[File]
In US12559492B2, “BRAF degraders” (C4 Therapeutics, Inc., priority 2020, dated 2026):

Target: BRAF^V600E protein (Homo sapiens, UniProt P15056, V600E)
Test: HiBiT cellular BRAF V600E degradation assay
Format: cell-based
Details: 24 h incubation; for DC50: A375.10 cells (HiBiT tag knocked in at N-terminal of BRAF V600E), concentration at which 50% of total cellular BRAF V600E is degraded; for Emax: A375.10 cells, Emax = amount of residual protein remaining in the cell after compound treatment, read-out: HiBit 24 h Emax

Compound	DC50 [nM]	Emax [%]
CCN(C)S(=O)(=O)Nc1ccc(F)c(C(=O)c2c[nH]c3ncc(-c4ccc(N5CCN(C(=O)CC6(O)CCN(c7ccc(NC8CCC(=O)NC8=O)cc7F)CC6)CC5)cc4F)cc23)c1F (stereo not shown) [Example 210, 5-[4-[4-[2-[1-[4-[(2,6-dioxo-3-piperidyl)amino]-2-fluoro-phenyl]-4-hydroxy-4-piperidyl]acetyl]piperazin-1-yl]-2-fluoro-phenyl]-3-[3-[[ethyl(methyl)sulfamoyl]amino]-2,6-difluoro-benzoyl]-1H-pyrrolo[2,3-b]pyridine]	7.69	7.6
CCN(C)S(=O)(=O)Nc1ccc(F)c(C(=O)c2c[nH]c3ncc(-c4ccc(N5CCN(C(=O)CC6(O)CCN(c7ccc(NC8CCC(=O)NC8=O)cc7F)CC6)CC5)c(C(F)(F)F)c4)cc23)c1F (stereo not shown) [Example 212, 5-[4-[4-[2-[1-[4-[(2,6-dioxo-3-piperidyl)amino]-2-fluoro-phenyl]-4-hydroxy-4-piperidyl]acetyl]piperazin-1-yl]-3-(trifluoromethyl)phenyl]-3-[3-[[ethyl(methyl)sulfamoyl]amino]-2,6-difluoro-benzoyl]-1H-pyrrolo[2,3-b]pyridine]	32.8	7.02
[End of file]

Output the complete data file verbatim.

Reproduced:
In US12559492B2, “BRAF degraders” (C4 Therapeutics, Inc., priority 2020, dated 2026):

Target: BRAF^V600E protein (Homo sapiens, UniProt P15056, V600E)
Test: HiBiT cellular BRAF V600E degradation assay
Format: cell-based
Details: 24 h incubation; for DC50: A375.10 cells (HiBiT tag knocked in at N-terminal of BRAF V600E), concentration at which 50% of total cellular BRAF V600E is degraded; for Emax: A375.10 cells, Emax = amount of residual protein remaining in the cell after compound treatment, read-out: HiBit 24 h Emax

Compound	DC50 [nM]	Emax [%]
CCN(C)S(=O)(=O)Nc1ccc(F)c(C(=O)c2c[nH]c3ncc(-c4ccc(N5CCN(C(=O)CC6(O)CCN(c7ccc(NC8CCC(=O)NC8=O)cc7F)CC6)CC5)cc4F)cc23)c1F (stereo not shown) [Example 210, 5-[4-[4-[2-[1-[4-[(2,6-dioxo-3-piperidyl)amino]-2-fluoro-phenyl]-4-hydroxy-4-piperidyl]acetyl]piperazin-1-yl]-2-fluoro-phenyl]-3-[3-[[ethyl(methyl)sulfamoyl]amino]-2,6-difluoro-benzoyl]-1H-pyrrolo[2,3-b]pyridine]	7.69	7.6
CCN(C)S(=O)(=O)Nc1ccc(F)c(C(=O)c2c[nH]c3ncc(-c4ccc(N5CCN(C(=O)CC6(O)CCN(c7ccc(NC8CCC(=O)NC8=O)cc7F)CC6)CC5)c(C(F)(F)F)c4)cc23)c1F (stereo not shown) [Example 212, 5-[4-[4-[2-[1-[4-[(2,6-dioxo-3-piperidyl)amino]-2-fluoro-phenyl]-4-hydroxy-4-piperidyl]acetyl]piperazin-1-yl]-3-(trifluoromethyl)phenyl]-3-[3-[[ethyl(methyl)sulfamoyl]amino]-2,6-difluoro-benzoyl]-1H-pyrrolo[2,3-b]pyridine]	32.8	7.02